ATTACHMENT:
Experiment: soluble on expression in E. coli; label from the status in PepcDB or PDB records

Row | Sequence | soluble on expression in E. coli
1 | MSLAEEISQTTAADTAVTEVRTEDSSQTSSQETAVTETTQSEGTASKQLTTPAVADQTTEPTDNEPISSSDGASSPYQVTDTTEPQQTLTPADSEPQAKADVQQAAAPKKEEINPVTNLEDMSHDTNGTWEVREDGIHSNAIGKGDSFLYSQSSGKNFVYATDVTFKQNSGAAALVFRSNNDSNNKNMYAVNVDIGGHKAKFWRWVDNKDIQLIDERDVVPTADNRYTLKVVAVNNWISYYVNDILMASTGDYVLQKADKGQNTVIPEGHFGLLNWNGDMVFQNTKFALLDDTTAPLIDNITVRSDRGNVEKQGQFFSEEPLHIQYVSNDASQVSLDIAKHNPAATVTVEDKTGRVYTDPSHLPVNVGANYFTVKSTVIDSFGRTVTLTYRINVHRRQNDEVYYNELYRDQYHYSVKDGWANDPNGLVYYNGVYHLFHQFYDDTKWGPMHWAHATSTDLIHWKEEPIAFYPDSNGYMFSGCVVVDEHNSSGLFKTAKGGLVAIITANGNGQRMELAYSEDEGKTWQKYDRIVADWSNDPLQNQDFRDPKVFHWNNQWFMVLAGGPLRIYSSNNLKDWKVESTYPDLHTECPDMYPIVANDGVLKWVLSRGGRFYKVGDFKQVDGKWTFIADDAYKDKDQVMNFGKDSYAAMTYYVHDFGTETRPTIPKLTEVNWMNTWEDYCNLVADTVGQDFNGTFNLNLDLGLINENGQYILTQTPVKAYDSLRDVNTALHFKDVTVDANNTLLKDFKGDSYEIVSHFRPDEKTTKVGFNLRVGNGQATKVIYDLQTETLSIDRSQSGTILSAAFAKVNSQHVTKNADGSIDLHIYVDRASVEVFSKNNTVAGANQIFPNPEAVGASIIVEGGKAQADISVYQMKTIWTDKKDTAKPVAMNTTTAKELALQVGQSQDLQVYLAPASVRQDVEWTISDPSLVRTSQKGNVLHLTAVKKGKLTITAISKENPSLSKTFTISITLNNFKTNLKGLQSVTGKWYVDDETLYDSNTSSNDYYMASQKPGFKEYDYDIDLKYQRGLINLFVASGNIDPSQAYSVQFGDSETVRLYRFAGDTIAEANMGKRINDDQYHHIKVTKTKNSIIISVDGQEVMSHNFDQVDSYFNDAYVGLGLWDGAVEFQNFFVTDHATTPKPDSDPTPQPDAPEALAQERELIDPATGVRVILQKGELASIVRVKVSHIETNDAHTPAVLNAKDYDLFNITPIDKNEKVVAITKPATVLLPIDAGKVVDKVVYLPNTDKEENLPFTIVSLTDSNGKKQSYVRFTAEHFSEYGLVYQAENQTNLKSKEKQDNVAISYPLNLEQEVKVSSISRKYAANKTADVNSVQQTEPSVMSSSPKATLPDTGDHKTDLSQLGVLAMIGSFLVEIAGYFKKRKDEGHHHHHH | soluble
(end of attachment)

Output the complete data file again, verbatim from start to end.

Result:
Experiment: soluble on expression in E. coli; label from the status in PepcDB or PDB records

Row | Sequence | soluble on expression in E. coli
1 | MSLAEEISQTTAADTAVTEVRTEDSSQTSSQETAVTETTQSEGTASKQLTTPAVADQTTEPTDNEPISSSDGASSPYQVTDTTEPQQTLTPADSEPQAKADVQQAAAPKKEEINPVTNLEDMSHDTNGTWEVREDGIHSNAIGKGDSFLYSQSSGKNFVYATDVTFKQNSGAAALVFRSNNDSNNKNMYAVNVDIGGHKAKFWRWVDNKDIQLIDERDVVPTADNRYTLKVVAVNNWISYYVNDILMASTGDYVLQKADKGQNTVIPEGHFGLLNWNGDMVFQNTKFALLDDTTAPLIDNITVRSDRGNVEKQGQFFSEEPLHIQYVSNDASQVSLDIAKHNPAATVTVEDKTGRVYTDPSHLPVNVGANYFTVKSTVIDSFGRTVTLTYRINVHRRQNDEVYYNELYRDQYHYSVKDGWANDPNGLVYYNGVYHLFHQFYDDTKWGPMHWAHATSTDLIHWKEEPIAFYPDSNGYMFSGCVVVDEHNSSGLFKTAKGGLVAIITANGNGQRMELAYSEDEGKTWQKYDRIVADWSNDPLQNQDFRDPKVFHWNNQWFMVLAGGPLRIYSSNNLKDWKVESTYPDLHTECPDMYPIVANDGVLKWVLSRGGRFYKVGDFKQVDGKWTFIADDAYKDKDQVMNFGKDSYAAMTYYVHDFGTETRPTIPKLTEVNWMNTWEDYCNLVADTVGQDFNGTFNLNLDLGLINENGQYILTQTPVKAYDSLRDVNTALHFKDVTVDANNTLLKDFKGDSYEIVSHFRPDEKTTKVGFNLRVGNGQATKVIYDLQTETLSIDRSQSGTILSAAFAKVNSQHVTKNADGSIDLHIYVDRASVEVFSKNNTVAGANQIFPNPEAVGASIIVEGGKAQADISVYQMKTIWTDKKDTAKPVAMNTTTAKELALQVGQSQDLQVYLAPASVRQDVEWTISDPSLVRTSQKGNVLHLTAVKKGKLTITAISKENPSLSKTFTISITLNNFKTNLKGLQSVTGKWYVDDETLYDSNTSSNDYYMASQKPGFKEYDYDIDLKYQRGLINLFVASGNIDPSQAYSVQFGDSETVRLYRFAGDTIAEANMGKRINDDQYHHIKVTKTKNSIIISVDGQEVMSHNFDQVDSYFNDAYVGLGLWDGAVEFQNFFVTDHATTPKPDSDPTPQPDAPEALAQERELIDPATGVRVILQKGELASIVRVKVSHIETNDAHTPAVLNAKDYDLFNITPIDKNEKVVAITKPATVLLPIDAGKVVDKVVYLPNTDKEENLPFTIVSLTDSNGKKQSYVRFTAEHFSEYGLVYQAENQTNLKSKEKQDNVAISYPLNLEQEVKVSSISRKYAANKTADVNSVQQTEPSVMSSSPKATLPDTGDHKTDLSQLGVLAMIGSFLVEIAGYFKKRKDEGHHHHHH | soluble